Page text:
How to Check Tire Tread Depth

close up of tire tread

Are you wondering, “How do I check tire tread wear?” You’re in good company. If it’s been a while since you replaced your tires and you’re wondering if it’s time to buy a new set, then checking your tire tread depth is a good first step to take. But how do you perform this elusive auto maintenance task, you may ask? It’s actually quite simple. All you need is a ruler or penny, and you can check your tire tread depth at home in Hayward or Rice Lake, WI! You can also, of course, invest in a dedicated tire tread depth gauge, if you prefer. Either way, if you have questions after the fact or decide that it’s time for a new set, contact us to take the next steps at Don Johnson Motors.

Learn More About Tire Tread Depth

When your new vehicle rolls off the assembly line, its tires will usually have a tread depth of about 10/32 or 11/32 of an inch (about a third of an inch). The same is true when you replace your tires with a new set. That is, of course, unless you opt for dedicated winter tires or possibly off-road tires with deeper treads.

When should you replace your tires, though? When your tires reach 2/32 of an inch, it’s time to replace them with new tires, according to the U.S. Department of Transportation. That’s not a suggestion, by the way — it’s the law. That’s because driving with adequate tire tread depth is essential to maintaining sufficient grip and traction on the roads of Cumberland and beyond. 

When your tires go bald, it’s much easier to hydroplane or lose control on roads with ice, water, mud, or compacted leaves, among other surfaces. Plus, when tires get too old or dry-rotted, it’s more likely that you’ll experience a blowout. But enough about replacing tires. Here’s how to check tire tread using the penny test!

The Penny Test for Checking Tire Tread Wear

Turning to a ruler is the most accurate way to actually measure tire tread depth by the millimeter, but if you can’t find one lying around — or if you are on-the-go and you want to check your tires, perhaps on the road — a penny will work just fine. Here’s why.

The design and dimensions of the U.S. penny make it an ideal tool for checking tire tread wear. While it won’t give you exact measurements, it could be helpful in alerting you about whether you require new tires ASAP or if you can wait a while. Here’s how to use a penny to check tire tread wear on your car, truck, or SUV:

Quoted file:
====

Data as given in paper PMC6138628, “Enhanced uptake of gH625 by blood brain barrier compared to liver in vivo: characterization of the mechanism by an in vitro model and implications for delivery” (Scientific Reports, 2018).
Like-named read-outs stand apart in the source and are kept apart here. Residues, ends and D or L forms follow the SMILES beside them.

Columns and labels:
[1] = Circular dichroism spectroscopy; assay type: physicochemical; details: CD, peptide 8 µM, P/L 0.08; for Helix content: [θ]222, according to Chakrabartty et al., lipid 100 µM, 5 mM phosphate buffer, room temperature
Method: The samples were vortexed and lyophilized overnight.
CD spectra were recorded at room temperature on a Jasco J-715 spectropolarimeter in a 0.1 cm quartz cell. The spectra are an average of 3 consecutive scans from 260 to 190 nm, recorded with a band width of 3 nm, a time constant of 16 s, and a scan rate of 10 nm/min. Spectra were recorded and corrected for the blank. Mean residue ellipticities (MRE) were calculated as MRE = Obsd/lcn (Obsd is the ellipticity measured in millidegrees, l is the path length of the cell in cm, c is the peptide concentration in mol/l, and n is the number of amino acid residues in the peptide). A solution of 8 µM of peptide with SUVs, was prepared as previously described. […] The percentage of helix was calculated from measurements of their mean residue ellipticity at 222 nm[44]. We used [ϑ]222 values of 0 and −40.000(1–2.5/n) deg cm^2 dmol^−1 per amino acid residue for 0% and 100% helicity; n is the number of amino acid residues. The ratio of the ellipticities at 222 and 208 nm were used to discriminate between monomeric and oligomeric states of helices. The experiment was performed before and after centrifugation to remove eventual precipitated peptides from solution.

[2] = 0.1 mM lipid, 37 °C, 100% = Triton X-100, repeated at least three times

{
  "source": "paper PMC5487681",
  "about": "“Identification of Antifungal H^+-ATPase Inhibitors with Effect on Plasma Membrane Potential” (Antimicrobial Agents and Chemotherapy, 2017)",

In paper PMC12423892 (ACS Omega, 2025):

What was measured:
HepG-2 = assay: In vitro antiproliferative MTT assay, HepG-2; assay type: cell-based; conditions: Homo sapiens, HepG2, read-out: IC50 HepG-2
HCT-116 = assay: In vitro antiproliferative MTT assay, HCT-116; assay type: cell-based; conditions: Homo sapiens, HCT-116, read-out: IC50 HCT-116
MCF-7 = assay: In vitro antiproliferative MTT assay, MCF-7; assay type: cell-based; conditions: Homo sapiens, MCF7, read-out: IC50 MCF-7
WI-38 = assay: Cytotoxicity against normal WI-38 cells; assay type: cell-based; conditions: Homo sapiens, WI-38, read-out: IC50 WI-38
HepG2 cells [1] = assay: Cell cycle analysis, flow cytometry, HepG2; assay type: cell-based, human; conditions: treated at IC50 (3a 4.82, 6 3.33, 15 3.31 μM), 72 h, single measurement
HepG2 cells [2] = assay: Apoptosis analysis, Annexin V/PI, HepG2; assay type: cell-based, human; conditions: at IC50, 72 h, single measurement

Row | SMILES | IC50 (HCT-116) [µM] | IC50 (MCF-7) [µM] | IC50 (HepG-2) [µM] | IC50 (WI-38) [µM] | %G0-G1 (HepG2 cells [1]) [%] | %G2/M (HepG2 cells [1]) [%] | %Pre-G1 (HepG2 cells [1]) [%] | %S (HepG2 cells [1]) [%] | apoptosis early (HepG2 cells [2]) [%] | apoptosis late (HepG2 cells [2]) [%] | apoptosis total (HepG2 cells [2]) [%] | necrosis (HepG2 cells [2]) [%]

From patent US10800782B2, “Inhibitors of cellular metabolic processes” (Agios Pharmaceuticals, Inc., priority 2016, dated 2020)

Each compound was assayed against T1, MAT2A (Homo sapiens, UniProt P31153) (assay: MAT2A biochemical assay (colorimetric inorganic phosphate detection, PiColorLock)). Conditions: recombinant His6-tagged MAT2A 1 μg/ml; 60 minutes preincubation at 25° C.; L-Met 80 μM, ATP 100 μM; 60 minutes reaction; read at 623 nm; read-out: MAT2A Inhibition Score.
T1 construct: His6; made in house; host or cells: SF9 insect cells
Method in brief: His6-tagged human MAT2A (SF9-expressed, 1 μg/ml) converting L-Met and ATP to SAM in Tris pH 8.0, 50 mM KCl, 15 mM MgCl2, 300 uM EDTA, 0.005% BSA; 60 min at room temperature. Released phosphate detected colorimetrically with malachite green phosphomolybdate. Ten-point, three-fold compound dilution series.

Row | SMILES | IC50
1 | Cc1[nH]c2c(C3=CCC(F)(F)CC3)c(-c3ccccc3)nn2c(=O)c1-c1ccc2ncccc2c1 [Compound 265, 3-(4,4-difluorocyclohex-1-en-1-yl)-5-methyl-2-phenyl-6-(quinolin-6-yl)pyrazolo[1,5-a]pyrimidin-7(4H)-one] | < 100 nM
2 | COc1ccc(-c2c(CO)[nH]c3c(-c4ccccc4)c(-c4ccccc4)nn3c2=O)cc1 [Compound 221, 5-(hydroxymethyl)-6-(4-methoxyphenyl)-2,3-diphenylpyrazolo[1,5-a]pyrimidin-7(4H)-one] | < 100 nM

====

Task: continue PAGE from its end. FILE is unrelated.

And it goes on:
1. Insert a penny with Lincoln’s head/silhouette visible. Then, put it head-first into a tire tread groove on your vehicle.
  2. Is Lincoln’s head covered (no longer visible between the grooves)? Check to confirm if it is visible or hidden.
  3. If you can see Lincoln’s head in its entirety, sorry — your tire tread depth is 2/32 inches or less and you’ll need to shop for new tires at our parts center or elsewhere in Rice Lake, WI. 
  4. Repeat this process on all four tires and in multiple locations on each tire, since it’s not uncommon for tires to wear unevenly.
Checking tire tread with a penny

How to Check Tire Tread Wear: Alternate Options

With the advent of credit cards and mobile payment options, many people no longer carry around loose change. That’s why we’re happy to recommend other methods for how to check tire tread wear (which are actually more accurate than the penny test anyway):

  • Use a Tire Tread Depth Gauge: A dedicated tread depth gauge usually provides the most accurate tread measurements aside from a ruler. To use one of these handy tools, just put the probe into the shallowest tread groove, then press the top bar of the gauge flat against the tire to see the treadwear rating. Today’s tire tread depth gauges are available with manual measurement sticks as well as digital screens, eliminating the guesswork sometimes associated with manual measurement.
  • Use the Tread Wear Bars Built Into Your Tires: Many tires from big name brands like the ones we sell at Don Johnson Motors come equipped with tread wear indicator bars built into the tire treads. If equipped, you’ll see them at the bottom of the tread grooves in multiple locations across the tire. How do you read them? If the bars are flush with the tire ribs that surround them, it’s time for new tires.

Don Johnson Motors is Here to Address Your Tire Care Needs!

Looking for more information on how to measure tire tread? We can help! We can also equip you with the new tires you need to maximize performance and efficiency for your particular car, truck, or SUV. Once you’ve put new tires on your car, don’t forget to follow our guides on how to properly maintain your tires. 

After all, we want you to get the most life possible out of your investment! Though there’s often a range for how many miles tires last, here’s some helpful information on how to make your tires last longer.

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